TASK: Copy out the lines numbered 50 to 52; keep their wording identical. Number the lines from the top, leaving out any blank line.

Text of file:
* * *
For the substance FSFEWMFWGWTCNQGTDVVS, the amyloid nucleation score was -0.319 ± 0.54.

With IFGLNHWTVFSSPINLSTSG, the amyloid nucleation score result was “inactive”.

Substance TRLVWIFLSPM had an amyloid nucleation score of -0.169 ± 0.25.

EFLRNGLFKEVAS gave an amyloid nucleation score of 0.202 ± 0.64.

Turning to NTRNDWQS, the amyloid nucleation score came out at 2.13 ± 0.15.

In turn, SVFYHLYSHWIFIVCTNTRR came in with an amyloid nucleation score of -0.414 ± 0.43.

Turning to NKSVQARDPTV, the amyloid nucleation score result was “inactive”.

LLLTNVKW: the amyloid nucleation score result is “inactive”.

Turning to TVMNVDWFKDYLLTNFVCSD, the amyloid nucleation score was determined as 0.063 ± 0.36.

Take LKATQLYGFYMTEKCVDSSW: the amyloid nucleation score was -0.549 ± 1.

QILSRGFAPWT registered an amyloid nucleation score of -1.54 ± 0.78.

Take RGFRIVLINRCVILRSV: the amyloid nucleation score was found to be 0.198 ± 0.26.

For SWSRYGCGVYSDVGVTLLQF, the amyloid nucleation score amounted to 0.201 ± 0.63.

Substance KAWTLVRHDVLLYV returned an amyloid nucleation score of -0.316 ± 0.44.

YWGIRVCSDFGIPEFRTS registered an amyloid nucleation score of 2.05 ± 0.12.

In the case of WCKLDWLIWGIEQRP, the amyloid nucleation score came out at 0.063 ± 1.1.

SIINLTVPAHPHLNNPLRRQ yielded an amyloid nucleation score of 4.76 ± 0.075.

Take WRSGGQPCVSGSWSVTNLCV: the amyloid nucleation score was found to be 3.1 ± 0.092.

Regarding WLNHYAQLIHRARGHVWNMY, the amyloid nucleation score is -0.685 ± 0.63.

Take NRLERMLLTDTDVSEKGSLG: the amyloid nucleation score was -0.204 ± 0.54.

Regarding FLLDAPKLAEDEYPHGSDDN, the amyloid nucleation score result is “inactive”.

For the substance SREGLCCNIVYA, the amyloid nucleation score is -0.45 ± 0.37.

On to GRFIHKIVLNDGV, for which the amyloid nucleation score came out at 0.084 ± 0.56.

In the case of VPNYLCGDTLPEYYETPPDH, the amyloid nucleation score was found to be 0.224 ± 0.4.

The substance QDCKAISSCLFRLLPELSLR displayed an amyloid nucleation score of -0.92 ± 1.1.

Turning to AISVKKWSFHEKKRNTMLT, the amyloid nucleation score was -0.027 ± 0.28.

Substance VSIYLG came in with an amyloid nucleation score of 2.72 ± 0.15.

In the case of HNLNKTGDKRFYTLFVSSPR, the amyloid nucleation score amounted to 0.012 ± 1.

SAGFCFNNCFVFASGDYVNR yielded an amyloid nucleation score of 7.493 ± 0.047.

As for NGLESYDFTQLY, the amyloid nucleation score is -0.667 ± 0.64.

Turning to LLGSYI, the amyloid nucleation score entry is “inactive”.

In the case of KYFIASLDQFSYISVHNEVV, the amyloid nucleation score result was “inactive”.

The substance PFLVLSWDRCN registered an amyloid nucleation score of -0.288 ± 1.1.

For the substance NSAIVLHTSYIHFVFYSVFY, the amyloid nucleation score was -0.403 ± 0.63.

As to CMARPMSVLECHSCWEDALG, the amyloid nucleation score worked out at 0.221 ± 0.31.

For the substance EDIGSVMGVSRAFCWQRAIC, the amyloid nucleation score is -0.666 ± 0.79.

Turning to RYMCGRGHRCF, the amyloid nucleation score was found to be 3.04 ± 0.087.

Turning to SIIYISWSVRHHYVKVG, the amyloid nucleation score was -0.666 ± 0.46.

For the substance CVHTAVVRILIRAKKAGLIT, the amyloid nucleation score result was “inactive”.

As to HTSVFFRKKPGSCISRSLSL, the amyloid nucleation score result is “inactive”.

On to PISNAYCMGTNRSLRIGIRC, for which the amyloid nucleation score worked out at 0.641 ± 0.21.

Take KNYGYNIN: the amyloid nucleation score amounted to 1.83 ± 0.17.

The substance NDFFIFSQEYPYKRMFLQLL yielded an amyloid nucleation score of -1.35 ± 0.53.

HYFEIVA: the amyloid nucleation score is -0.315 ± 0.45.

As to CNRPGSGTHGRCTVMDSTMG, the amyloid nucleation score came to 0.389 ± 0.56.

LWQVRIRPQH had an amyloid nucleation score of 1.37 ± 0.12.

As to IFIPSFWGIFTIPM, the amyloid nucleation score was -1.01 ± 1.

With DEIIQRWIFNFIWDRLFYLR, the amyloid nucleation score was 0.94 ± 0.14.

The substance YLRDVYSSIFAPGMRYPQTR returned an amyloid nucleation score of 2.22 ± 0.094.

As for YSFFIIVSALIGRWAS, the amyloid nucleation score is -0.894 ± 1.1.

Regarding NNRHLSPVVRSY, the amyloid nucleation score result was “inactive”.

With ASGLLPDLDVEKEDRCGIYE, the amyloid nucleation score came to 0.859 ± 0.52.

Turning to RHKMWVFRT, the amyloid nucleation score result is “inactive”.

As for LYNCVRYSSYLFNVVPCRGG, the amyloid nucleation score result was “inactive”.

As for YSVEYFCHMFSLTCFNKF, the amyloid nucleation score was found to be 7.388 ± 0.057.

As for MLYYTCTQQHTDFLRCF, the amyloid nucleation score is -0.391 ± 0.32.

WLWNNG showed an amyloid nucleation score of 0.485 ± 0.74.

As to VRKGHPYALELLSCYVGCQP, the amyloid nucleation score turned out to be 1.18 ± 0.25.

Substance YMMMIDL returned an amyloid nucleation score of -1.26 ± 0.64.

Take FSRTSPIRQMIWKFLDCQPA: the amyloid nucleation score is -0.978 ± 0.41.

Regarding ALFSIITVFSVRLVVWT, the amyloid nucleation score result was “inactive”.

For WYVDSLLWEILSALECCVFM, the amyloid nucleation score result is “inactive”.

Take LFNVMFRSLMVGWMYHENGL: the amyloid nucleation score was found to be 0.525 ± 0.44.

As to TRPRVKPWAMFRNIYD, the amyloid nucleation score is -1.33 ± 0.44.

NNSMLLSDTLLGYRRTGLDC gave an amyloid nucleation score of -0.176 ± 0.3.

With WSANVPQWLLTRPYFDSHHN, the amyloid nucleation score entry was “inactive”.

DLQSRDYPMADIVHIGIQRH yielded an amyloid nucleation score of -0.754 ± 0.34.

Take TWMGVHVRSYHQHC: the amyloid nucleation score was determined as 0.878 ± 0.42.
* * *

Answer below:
As for YSFFIIVSALIGRWAS, the amyloid nucleation score is -0.894 ± 1.1.

Regarding NNRHLSPVVRSY, the amyloid nucleation score result was “inactive”.

With ASGLLPDLDVEKEDRCGIYE, the amyloid nucleation score came to 0.859 ± 0.52.